I have discussed these findings with my sister, and two nice which are professionals in the fields of psychology, and medicine respectively (my sister and older nice have vast experience on the psychology arena, and my younger nice is a pediatrician), and they all agree this therapy can be of a great benefit applied in conjunction with traditional self-improvement programs.
The reason I am telling you this is to consider that it is critical for you to seek advice from sources that have wide-spreading experience with brainwave entrainment. Having personally used the technology for over 13 years, in combination with many other more ‘traditional’ methods such as yoga, meditation, visualizations, positive affirmations, NLP, etc., I believe that my personal experiences and the in-depth research I have conducted in order to make sure I approach this safely, can serve as a good starting point for you.
In the 1980s, a researcher in Japan, Tsuyoshi Inouye described how light stimulation creates synchronization of brain hemispheres. Since then, other researchers have detailed the positive effects of hemispheric synchronization including a 1984 study by researcher Dr. Gene W. Brockopp stating that hemispheric synchronization resulted in improved intellectual functioning as well as improvements in long-term memory, and these effects are cumulative over time.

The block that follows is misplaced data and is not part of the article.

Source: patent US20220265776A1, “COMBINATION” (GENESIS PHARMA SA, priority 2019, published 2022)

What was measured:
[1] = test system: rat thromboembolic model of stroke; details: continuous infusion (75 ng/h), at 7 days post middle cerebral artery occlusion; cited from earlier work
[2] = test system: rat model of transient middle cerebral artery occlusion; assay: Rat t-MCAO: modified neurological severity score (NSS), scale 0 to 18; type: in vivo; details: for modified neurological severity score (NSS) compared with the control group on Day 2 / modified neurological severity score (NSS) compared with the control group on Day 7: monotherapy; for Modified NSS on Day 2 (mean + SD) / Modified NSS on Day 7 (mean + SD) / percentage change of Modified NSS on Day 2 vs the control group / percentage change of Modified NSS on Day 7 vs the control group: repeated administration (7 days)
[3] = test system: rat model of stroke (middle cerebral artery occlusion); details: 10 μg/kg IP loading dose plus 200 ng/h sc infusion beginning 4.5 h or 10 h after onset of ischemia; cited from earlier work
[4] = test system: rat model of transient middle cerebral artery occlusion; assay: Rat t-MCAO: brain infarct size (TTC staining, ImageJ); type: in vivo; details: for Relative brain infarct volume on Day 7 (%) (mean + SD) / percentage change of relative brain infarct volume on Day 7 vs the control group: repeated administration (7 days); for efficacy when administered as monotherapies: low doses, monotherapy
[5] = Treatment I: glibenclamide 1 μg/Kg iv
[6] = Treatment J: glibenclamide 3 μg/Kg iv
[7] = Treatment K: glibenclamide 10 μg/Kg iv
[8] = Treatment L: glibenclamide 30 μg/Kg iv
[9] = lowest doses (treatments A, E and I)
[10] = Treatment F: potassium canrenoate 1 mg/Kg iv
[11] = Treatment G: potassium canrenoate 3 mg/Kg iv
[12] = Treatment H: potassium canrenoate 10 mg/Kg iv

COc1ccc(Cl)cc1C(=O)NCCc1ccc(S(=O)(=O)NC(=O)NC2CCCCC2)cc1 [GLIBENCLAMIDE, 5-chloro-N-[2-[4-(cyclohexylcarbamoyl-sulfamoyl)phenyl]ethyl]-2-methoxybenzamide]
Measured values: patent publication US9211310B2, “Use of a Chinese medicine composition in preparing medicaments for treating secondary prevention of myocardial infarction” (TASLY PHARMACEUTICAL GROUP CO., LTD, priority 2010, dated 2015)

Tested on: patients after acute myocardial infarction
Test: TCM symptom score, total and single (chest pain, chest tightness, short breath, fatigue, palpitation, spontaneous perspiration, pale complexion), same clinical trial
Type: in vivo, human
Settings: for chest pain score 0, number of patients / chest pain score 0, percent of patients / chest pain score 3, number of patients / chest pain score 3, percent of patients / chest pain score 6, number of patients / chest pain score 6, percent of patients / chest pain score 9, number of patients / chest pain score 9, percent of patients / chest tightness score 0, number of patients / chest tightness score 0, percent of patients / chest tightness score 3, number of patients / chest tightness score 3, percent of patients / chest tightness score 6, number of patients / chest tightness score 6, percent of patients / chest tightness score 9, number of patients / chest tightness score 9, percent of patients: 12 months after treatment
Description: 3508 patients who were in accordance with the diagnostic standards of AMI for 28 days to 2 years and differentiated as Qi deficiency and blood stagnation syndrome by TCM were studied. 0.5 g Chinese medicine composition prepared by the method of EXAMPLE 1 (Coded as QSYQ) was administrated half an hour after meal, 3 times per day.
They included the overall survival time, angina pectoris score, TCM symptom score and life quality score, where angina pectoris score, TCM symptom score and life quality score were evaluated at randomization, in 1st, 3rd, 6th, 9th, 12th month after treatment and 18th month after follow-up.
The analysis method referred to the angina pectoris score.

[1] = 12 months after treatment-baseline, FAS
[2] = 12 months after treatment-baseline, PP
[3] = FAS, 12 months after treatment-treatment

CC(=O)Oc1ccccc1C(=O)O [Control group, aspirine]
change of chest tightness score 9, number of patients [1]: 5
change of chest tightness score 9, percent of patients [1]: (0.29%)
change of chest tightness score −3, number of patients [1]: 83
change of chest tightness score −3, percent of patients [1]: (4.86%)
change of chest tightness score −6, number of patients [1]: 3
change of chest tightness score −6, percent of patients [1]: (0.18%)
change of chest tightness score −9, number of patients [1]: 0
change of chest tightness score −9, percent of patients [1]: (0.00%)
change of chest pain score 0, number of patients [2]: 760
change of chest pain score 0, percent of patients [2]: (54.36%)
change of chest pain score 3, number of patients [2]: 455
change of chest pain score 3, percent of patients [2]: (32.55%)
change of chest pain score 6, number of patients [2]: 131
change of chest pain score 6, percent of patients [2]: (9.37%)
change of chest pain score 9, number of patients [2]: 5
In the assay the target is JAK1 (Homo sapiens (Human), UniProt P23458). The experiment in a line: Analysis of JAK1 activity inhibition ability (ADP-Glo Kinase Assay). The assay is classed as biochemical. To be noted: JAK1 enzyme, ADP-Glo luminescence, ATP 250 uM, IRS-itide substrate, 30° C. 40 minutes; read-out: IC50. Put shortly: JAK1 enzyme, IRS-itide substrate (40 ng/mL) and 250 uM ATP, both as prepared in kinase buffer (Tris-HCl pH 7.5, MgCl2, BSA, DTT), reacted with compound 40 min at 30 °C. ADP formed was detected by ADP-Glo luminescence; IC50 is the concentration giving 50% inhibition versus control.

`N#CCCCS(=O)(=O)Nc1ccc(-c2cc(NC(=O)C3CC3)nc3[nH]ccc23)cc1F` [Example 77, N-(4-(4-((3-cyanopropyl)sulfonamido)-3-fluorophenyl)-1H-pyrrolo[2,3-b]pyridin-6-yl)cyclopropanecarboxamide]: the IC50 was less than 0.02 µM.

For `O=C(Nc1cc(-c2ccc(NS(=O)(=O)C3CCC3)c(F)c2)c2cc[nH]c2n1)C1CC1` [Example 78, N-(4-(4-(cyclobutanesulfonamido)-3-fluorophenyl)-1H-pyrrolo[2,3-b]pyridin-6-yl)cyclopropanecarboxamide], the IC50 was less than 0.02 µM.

The mechanism for this is that when your eyes or ears are exposed to a particular frequency of pulses or beats, the thalamus first distributes this information to the entire brain, including the visual and cerebral cortex where neural activity begins to synchronize to the incoming frequency, producing hemispheric synchronization and a balance of brainwave activity across the brain.
Rather than discontinuing my meditation practice altogether, I instead began researching methods of increasing the effectiveness of meditative practice. This seemed an inevitable decision for me in light of the undeniable improvements I had witnessed in response to previous experience with meditation. This resulted in my eventual re-discovery of brainwave meditation programs brainwave synchronization. I had used a few different such products previously, but none that seemed effectively designed to meet my specific needs. After deciding to try a particular brainwave meditation program, I found it to greatly assist me in producing all of the previously experienced benefits of meditation, but in a shorter period of time and in a much more focused manner.
The effects are strongest while you are listening to the tones because your brainwaves are synchronized and tuned into the frequency range you desire at that time. After you've stopped listening the effects can still linger for a while afterwards. The timescale will vary from person to person and be affected by what you do after you've stopped listening.